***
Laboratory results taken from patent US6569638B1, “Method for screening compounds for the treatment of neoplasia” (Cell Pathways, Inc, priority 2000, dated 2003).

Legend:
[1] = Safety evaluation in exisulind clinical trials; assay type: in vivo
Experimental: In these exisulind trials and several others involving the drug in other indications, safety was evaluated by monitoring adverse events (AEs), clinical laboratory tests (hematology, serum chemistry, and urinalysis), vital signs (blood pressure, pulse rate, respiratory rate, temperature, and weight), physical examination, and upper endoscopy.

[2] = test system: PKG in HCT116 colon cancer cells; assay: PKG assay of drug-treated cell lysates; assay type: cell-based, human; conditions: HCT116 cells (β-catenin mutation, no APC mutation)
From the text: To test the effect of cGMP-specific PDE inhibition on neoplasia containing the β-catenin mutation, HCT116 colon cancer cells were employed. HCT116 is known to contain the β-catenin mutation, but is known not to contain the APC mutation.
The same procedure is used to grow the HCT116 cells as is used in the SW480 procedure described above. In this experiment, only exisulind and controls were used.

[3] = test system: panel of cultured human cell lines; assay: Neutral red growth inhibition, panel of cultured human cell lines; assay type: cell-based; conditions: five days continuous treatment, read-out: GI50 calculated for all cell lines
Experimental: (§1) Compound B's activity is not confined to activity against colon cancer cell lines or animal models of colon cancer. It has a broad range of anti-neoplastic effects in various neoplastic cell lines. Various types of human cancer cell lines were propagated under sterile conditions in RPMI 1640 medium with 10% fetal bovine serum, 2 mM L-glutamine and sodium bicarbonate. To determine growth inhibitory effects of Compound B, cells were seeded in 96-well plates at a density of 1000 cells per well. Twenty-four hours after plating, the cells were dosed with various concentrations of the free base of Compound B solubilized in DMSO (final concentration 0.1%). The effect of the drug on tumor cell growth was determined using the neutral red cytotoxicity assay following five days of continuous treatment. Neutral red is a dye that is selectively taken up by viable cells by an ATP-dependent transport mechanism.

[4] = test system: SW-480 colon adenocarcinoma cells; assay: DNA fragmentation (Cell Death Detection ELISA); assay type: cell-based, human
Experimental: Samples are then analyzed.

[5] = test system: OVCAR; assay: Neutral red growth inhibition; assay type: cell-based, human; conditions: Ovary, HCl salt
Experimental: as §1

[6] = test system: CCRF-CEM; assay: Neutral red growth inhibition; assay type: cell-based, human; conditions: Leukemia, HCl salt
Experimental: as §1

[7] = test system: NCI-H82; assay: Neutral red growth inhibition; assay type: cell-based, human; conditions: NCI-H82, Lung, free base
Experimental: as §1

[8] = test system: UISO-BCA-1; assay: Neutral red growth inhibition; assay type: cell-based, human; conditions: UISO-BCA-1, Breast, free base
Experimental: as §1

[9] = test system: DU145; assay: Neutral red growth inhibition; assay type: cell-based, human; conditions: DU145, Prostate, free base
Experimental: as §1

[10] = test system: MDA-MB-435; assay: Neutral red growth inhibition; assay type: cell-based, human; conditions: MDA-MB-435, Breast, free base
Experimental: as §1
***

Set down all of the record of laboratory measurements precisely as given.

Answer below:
Laboratory results taken from patent US6569638B1, “Method for screening compounds for the treatment of neoplasia” (Cell Pathways, Inc, priority 2000, dated 2003).

Legend:
[1] = Safety evaluation in exisulind clinical trials; assay type: in vivo
Experimental: In these exisulind trials and several others involving the drug in other indications, safety was evaluated by monitoring adverse events (AEs), clinical laboratory tests (hematology, serum chemistry, and urinalysis), vital signs (blood pressure, pulse rate, respiratory rate, temperature, and weight), physical examination, and upper endoscopy.

[2] = test system: PKG in HCT116 colon cancer cells; assay: PKG assay of drug-treated cell lysates; assay type: cell-based, human; conditions: HCT116 cells (β-catenin mutation, no APC mutation)
From the text: To test the effect of cGMP-specific PDE inhibition on neoplasia containing the β-catenin mutation, HCT116 colon cancer cells were employed. HCT116 is known to contain the β-catenin mutation, but is known not to contain the APC mutation.
The same procedure is used to grow the HCT116 cells as is used in the SW480 procedure described above. In this experiment, only exisulind and controls were used.

[3] = test system: panel of cultured human cell lines; assay: Neutral red growth inhibition, panel of cultured human cell lines; assay type: cell-based; conditions: five days continuous treatment, read-out: GI50 calculated for all cell lines
Experimental: (§1) Compound B's activity is not confined to activity against colon cancer cell lines or animal models of colon cancer. It has a broad range of anti-neoplastic effects in various neoplastic cell lines. Various types of human cancer cell lines were propagated under sterile conditions in RPMI 1640 medium with 10% fetal bovine serum, 2 mM L-glutamine and sodium bicarbonate. To determine growth inhibitory effects of Compound B, cells were seeded in 96-well plates at a density of 1000 cells per well. Twenty-four hours after plating, the cells were dosed with various concentrations of the free base of Compound B solubilized in DMSO (final concentration 0.1%). The effect of the drug on tumor cell growth was determined using the neutral red cytotoxicity assay following five days of continuous treatment. Neutral red is a dye that is selectively taken up by viable cells by an ATP-dependent transport mechanism.

[4] = test system: SW-480 colon adenocarcinoma cells; assay: DNA fragmentation (Cell Death Detection ELISA); assay type: cell-based, human
Experimental: Samples are then analyzed.

[5] = test system: OVCAR; assay: Neutral red growth inhibition; assay type: cell-based, human; conditions: Ovary, HCl salt
Experimental: as §1

[6] = test system: CCRF-CEM; assay: Neutral red growth inhibition; assay type: cell-based, human; conditions: Leukemia, HCl salt
Experimental: as §1

[7] = test system: NCI-H82; assay: Neutral red growth inhibition; assay type: cell-based, human; conditions: NCI-H82, Lung, free base
Experimental: as §1

[8] = test system: UISO-BCA-1; assay: Neutral red growth inhibition; assay type: cell-based, human; conditions: UISO-BCA-1, Breast, free base
Experimental: as §1

[9] = test system: DU145; assay: Neutral red growth inhibition; assay type: cell-based, human; conditions: DU145, Prostate, free base
Experimental: as §1

[10] = test system: MDA-MB-435; assay: Neutral red growth inhibition; assay type: cell-based, human; conditions: MDA-MB-435, Breast, free base
Experimental: as §1